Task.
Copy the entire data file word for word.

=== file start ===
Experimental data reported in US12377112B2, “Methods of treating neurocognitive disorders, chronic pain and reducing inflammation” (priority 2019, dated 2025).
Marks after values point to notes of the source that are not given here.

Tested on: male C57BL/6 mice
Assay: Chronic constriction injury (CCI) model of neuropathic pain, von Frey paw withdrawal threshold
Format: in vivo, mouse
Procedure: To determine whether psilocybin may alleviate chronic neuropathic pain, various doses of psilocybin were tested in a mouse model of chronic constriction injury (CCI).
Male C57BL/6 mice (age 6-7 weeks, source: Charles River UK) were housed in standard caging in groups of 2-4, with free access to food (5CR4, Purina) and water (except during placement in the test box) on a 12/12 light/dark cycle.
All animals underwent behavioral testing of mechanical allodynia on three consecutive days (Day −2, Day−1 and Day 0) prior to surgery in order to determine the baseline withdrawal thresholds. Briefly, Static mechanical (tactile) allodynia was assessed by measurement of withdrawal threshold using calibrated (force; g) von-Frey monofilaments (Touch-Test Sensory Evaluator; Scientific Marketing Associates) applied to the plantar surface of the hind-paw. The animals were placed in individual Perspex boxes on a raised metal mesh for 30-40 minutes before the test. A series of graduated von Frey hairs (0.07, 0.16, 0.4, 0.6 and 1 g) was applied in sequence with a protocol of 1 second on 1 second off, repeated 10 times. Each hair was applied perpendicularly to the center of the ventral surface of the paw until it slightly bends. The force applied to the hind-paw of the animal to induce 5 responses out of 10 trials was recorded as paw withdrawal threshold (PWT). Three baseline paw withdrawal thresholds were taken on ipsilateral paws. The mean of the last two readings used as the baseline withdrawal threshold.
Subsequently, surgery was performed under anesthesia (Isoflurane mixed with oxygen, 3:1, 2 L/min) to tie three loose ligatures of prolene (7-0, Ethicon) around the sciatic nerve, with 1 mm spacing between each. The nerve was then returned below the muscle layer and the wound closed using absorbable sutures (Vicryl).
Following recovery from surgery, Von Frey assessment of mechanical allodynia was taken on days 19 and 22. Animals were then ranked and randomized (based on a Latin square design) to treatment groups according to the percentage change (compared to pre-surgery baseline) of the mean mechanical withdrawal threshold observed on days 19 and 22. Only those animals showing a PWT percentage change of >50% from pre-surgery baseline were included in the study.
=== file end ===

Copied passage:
Experimental data reported in US12377112B2, “Methods of treating neurocognitive disorders, chronic pain and reducing inflammation” (priority 2019, dated 2025).
Marks after values point to notes of the source that are not given here.

Tested on: male C57BL/6 mice
Assay: Chronic constriction injury (CCI) model of neuropathic pain, von Frey paw withdrawal threshold
Format: in vivo, mouse
Procedure: To determine whether psilocybin may alleviate chronic neuropathic pain, various doses of psilocybin were tested in a mouse model of chronic constriction injury (CCI).
Male C57BL/6 mice (age 6-7 weeks, source: Charles River UK) were housed in standard caging in groups of 2-4, with free access to food (5CR4, Purina) and water (except during placement in the test box) on a 12/12 light/dark cycle.
All animals underwent behavioral testing of mechanical allodynia on three consecutive days (Day −2, Day−1 and Day 0) prior to surgery in order to determine the baseline withdrawal thresholds. Briefly, Static mechanical (tactile) allodynia was assessed by measurement of withdrawal threshold using calibrated (force; g) von-Frey monofilaments (Touch-Test Sensory Evaluator; Scientific Marketing Associates) applied to the plantar surface of the hind-paw. The animals were placed in individual Perspex boxes on a raised metal mesh for 30-40 minutes before the test. A series of graduated von Frey hairs (0.07, 0.16, 0.4, 0.6 and 1 g) was applied in sequence with a protocol of 1 second on 1 second off, repeated 10 times. Each hair was applied perpendicularly to the center of the ventral surface of the paw until it slightly bends. The force applied to the hind-paw of the animal to induce 5 responses out of 10 trials was recorded as paw withdrawal threshold (PWT). Three baseline paw withdrawal thresholds were taken on ipsilateral paws. The mean of the last two readings used as the baseline withdrawal threshold.
Subsequently, surgery was performed under anesthesia (Isoflurane mixed with oxygen, 3:1, 2 L/min) to tie three loose ligatures of prolene (7-0, Ethicon) around the sciatic nerve, with 1 mm spacing between each. The nerve was then returned below the muscle layer and the wound closed using absorbable sutures (Vicryl).
Following recovery from surgery, Von Frey assessment of mechanical allodynia was taken on days 19 and 22. Animals were then ranked and randomized (based on a Latin square design) to treatment groups according to the percentage change (compared to pre-surgery baseline) of the mean mechanical withdrawal threshold observed on days 19 and 22. Only those animals showing a PWT percentage change of >50% from pre-surgery baseline were included in the study.